How SEBI’s new rules can drive innovation and growth of passive funds

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An enabling regulatory environment can be instrumental in empowering an industry and helping it both grow and thrive over the long term. The recent slew of regulations announced by the Securities and Exchange Board of India (SEBI) have given the passive fund industry a shot in the arm and will potentially accelerate its growth. Currently, passive schemes, including exchange-traded funds (ETFs) and index funds, have assets under management (AUM) of Rs 5.27 trillion. This translates to approximately 15 percent of the total AUM of the mutual fund industry, clearly underscoring the potential that remains to be explored.

Through the circular titled ‘Development of Passive Funds’, SEBI is fostering a passive fund ecosystem that facilitates essential structural and macroeconomic changes, with a focus on promoting liquidity and protecting investors. Let us take a deep dive into the varied implications and the impact of the much-needed circular.

Fixed-income passives poised to grow big

Investors today are very partial to ETFs and a month-on-month analysis of the index fund data indicates that a substantial part of the volume is driven by debt. Debt is, therefore, a fast growing asset class, with the debt ETF and index fund market already commanding a volume of Rs 80,000 crore. As a huge industry with tremendous underlying potential, SEBI’s circular is a timely and essential enabler for the segment as it places tighter regulations on asset management companies (AMCs) while also enhancing investor appetite and overall liquidity. At a macro level, the first part of the circular breaks debt ETFs into three different categories—ETFs that trade purely corporate bonds, index funds engaged in government security trades and, finally, a hybrid ETF category that combines both corporate debt and G-Secs. The classification is aimed at creating distinct limits for each of the categories.

Secondly, the circular has elaborated on new norms for debt ETFs and index funds whereby SEBI has mandated graded single-issuer limits based on credit rating, such as 15 percent for AAA-rated papers. This move is expected to mandate group-level exposure limits for debt index funds, in addition to bringing forth separate replication norms for the three types of debt passive funds.

Liquidity in ETFs to improve

Liquidity of an asset class is an important metric for investors considering their options. Assets boasting high liquidity are easier to sell, making it more preferable to assets that may tie down investors’ funds for a longer duration. The circular has mandated provisions to boost liquidity in ETFs in an attempt to whet investor appetite while also bolstering the overall potential of the market. Accordingly, AMCs will have to appoint at least two market makers to ensure continuous liquidity, in addition to framing incentive plans for such entities. The circular is also encouraging market maker participation through a new market making settlement process that nets off the inflows, thus enhancing liquidity.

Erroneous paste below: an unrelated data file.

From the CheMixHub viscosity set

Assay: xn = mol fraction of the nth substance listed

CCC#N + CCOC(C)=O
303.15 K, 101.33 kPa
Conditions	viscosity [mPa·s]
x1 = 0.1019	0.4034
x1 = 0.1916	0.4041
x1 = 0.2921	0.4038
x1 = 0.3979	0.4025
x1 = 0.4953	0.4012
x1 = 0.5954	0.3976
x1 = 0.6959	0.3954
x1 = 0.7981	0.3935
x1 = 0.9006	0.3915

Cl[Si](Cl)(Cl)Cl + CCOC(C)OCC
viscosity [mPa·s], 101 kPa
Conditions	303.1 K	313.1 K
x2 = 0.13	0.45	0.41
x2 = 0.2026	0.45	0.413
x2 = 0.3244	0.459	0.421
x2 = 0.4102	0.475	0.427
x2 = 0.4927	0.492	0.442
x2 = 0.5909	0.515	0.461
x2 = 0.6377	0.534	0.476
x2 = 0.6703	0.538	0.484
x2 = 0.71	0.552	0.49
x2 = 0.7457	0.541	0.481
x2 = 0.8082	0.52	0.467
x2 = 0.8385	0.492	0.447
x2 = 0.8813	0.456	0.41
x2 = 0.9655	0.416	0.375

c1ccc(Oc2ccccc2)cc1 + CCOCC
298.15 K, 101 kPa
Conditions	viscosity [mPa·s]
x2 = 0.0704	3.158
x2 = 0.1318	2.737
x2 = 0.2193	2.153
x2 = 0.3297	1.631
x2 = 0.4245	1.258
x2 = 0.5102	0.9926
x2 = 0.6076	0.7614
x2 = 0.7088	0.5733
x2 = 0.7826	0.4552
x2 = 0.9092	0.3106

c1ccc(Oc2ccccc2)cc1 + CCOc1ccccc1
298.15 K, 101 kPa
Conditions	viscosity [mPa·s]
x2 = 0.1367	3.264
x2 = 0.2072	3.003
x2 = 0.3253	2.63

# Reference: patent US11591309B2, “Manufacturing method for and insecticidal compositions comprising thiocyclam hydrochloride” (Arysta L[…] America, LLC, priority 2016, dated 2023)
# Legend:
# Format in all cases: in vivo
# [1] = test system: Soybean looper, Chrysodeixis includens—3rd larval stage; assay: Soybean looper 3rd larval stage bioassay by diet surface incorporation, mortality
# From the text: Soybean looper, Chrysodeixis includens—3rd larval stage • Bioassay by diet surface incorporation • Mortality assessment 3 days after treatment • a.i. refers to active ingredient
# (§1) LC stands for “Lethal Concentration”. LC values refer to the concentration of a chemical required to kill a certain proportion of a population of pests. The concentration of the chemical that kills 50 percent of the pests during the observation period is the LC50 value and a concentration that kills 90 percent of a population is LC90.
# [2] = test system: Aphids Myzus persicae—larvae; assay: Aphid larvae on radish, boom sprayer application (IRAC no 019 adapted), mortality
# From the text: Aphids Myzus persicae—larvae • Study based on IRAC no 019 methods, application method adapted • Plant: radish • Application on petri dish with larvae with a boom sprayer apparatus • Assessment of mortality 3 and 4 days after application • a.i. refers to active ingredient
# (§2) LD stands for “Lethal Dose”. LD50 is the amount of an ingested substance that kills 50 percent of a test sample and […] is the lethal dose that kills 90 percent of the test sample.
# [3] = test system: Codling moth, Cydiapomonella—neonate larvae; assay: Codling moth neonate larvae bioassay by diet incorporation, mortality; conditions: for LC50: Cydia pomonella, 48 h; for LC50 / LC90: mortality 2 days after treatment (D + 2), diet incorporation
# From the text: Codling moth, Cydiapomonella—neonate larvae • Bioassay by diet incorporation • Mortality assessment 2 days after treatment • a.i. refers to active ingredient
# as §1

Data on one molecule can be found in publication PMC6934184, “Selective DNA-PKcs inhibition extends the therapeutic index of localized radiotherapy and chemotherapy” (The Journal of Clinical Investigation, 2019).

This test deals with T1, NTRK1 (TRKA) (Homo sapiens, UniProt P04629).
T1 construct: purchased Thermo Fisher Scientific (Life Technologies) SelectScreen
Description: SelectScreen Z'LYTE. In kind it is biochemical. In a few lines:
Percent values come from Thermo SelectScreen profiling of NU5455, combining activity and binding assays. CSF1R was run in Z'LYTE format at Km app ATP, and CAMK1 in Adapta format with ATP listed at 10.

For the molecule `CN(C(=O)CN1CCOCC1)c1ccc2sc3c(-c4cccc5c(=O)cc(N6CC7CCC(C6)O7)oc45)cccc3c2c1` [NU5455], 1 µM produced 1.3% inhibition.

Further, AMCs can now directly create units for transactions only above Rs 25 crore. Several transactions will, therefore, be pushed onto the exchanges, raising both demand and supply, creating a potent structural play for increased investor participation and higher liquidity in exchanges.

Eye on tracking error

The circular is aimed at facilitating a holistic investor journey and one of the key points here is minimising tracking difference and the resultant tracking error. Put simply, tracking difference indicates the difference in performance between the ETF and the underlying benchmark index while tracking errors refers to the consistency of the ETF’s tracking difference during a fixed period of time. A higher tracking error actually defeats the purpose of investing in ETFs as it leads to a difference between the returns on the passive fund and its underlying index.

In the circular, SEBI has prompted equity passive funds to limit tracking error to 2 percent, with the metric being calculated based on the rolling data for the last year. Accordingly, the tracking error is to be disclosed on a one-year rolling basis every day. Tracking error limits will act as an effective way for investors to track the efficiency of their passive fund investments. Further, the tracking difference for debt passive funds should be below 1.25 percent, averaged over the last one-year period. This mandate will track all index exposures allowed under replication norms.

Enabling innovation

Considering the strong appetite for passive funds, there is tremendous scope for innovation in the sector and the SEBI circular can be taken as the first step towards enabling this. Making new and innovative passive funds available for investing is an important aspect here, from the investor’s point of view. Through the circular, SEBI has reduced the minimum subscription amount for new fund offers in debt and equity passive funds to Rs 10 crore and Rs 5 crore, respectively, with AMCs being allowed to contribute the initial fund required for unit creation. The move is aimed at easing the process of launching passive funds. Further, AMCs can now launch passive equity-linked saving schemes (ELSS) based on indexes comprising the top 250 stocks, as long as they offer only 1 ELSS fund, either active or passive.

A thorough analysis of the circular indicates a host of positive measures for the passive fund segment, across important variables. Further, with SEBI’s continued focus on the segment, there is now unparalleled scope for both sustainable growth and impactful development.

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